“If you look at just the positive side of this, the food community is coming together in a way that is sustainable right now,” she said. “When you are driven by venture capital and you are looking to have a massive success, that’s not the right way to do it. But because as a group we are motivated right now and putting together sustainable, sensible ways to move forward, I actually think that while this is horrible now, in the longer term, it probably will make us stronger as a community.”
Jon Epstein, co-founder of ready-to-drink cascara tea brand Nomad Trading Co., joined Pilotworks in May 2017, using it mostly as an office space with some production. He said that the impact of losing a hub for the local food community and a lab space for new innovation could be lasting.
“The biggest thing we are losing is really how it served as an incubator of ideas, a meeting ground, a watering hole,” he said. “I don’t know how that can be replaced.”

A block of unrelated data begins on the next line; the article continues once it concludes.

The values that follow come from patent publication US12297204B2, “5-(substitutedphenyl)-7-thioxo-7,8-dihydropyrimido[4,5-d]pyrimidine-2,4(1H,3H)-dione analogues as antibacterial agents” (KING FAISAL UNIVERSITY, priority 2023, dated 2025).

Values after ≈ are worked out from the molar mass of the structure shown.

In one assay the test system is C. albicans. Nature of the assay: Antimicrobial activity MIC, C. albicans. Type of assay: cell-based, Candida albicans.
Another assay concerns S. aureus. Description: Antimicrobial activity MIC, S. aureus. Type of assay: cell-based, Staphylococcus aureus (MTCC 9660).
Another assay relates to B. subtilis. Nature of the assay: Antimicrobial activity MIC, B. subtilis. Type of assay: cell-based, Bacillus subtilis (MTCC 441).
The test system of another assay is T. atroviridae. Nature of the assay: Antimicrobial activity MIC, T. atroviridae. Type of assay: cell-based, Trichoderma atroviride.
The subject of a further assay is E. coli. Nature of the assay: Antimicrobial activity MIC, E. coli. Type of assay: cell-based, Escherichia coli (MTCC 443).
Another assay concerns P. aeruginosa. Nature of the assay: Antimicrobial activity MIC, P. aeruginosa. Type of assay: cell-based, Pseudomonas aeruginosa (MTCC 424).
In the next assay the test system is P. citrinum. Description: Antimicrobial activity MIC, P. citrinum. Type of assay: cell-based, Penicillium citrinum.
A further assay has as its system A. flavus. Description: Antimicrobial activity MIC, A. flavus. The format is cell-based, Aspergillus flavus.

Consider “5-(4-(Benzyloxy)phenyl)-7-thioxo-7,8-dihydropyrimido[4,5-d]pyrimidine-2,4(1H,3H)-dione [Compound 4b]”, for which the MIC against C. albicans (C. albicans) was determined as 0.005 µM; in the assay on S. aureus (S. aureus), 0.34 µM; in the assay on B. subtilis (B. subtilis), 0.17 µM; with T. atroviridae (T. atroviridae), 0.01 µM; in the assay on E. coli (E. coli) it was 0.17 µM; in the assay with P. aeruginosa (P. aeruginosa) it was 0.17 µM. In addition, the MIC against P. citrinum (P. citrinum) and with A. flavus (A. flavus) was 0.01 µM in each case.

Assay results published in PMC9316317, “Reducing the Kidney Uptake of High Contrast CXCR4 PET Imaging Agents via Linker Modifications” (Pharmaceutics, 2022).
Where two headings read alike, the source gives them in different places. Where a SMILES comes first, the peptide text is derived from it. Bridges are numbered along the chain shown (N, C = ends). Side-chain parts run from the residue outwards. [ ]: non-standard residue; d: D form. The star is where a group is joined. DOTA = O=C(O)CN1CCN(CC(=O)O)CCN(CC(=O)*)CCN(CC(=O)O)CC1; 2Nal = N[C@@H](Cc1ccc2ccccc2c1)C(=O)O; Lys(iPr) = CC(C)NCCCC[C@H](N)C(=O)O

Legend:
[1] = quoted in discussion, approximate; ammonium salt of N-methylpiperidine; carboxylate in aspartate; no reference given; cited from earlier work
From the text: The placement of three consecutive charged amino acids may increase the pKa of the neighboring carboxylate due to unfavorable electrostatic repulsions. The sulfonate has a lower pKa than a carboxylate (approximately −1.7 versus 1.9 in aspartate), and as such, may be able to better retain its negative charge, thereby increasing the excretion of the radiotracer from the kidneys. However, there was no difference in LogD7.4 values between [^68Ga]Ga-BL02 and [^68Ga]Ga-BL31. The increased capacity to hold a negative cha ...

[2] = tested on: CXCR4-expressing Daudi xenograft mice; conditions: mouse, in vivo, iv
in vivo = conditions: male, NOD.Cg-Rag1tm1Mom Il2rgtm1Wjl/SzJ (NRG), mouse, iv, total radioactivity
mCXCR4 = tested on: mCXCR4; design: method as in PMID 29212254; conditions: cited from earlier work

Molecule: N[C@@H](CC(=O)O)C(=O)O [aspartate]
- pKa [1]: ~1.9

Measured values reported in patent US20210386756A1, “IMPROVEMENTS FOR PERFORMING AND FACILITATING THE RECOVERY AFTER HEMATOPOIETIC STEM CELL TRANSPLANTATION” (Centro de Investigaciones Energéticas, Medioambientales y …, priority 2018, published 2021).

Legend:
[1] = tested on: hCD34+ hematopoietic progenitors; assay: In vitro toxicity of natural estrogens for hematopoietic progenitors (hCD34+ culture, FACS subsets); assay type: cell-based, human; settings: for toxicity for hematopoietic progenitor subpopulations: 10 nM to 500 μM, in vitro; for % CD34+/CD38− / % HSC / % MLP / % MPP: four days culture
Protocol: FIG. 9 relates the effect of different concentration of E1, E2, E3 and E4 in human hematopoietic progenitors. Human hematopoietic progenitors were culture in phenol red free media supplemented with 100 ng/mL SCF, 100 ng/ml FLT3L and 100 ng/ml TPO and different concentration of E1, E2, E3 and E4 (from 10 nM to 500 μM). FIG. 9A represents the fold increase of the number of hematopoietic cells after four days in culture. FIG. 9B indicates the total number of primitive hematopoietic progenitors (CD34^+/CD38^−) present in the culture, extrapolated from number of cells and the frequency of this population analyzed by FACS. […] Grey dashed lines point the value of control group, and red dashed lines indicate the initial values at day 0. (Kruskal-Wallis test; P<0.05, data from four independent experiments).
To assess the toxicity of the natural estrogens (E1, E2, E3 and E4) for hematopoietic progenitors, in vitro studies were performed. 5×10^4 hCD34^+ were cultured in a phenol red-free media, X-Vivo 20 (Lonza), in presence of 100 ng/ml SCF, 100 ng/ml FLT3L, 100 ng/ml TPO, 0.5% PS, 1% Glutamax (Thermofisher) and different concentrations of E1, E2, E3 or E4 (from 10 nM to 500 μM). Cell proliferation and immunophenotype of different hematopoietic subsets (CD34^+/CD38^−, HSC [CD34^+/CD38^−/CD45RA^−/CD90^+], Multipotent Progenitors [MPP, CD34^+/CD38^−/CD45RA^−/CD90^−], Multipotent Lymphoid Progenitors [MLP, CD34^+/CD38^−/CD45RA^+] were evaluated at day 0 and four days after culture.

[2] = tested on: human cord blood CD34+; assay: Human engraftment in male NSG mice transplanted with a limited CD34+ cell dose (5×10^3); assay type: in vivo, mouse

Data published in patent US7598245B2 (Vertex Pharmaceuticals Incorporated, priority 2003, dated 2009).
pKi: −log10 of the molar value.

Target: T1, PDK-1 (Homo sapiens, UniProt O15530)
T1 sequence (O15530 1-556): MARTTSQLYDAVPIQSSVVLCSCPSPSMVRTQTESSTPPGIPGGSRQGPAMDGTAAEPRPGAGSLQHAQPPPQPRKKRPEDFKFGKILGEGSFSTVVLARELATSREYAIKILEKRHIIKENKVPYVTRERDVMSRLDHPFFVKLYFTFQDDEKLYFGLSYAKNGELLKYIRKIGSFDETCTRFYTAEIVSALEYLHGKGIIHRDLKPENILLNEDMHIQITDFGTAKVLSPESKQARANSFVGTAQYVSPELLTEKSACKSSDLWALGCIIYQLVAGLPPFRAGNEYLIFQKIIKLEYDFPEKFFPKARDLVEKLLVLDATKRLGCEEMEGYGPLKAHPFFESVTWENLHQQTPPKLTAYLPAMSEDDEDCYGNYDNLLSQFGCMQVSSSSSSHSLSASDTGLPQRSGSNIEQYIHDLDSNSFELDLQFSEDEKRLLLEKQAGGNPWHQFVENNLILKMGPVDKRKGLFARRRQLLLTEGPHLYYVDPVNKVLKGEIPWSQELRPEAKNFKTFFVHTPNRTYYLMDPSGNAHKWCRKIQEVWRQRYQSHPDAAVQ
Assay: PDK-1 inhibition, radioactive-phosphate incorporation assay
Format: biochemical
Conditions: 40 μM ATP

While Pilotworks has closed, other shared kitchen startups are still growing: last week shared kitchen startup Kitchen United announced it had closed a $10 million round of funding led by GV (formerly Google Ventures). With the capital the the startup raised, it plans to expand it’s kitchens from its original location in California.
Above all else, what most makers and employees told NOSH they will miss — and what cannot be replaced — is the camaraderie.
“We’ve literally worked next to these folks for years. They aren’t just clients or customers. These people watch our kids when we go out, I watch their kids when they are in the kitchen. We go out for drinks together. They’re close friends of ours,” one employee told NOSH. “Yes, we lost our jobs and they lost their production facilities, but we’re friends. We love supporting entrepreneurs and that’s why we got into this.”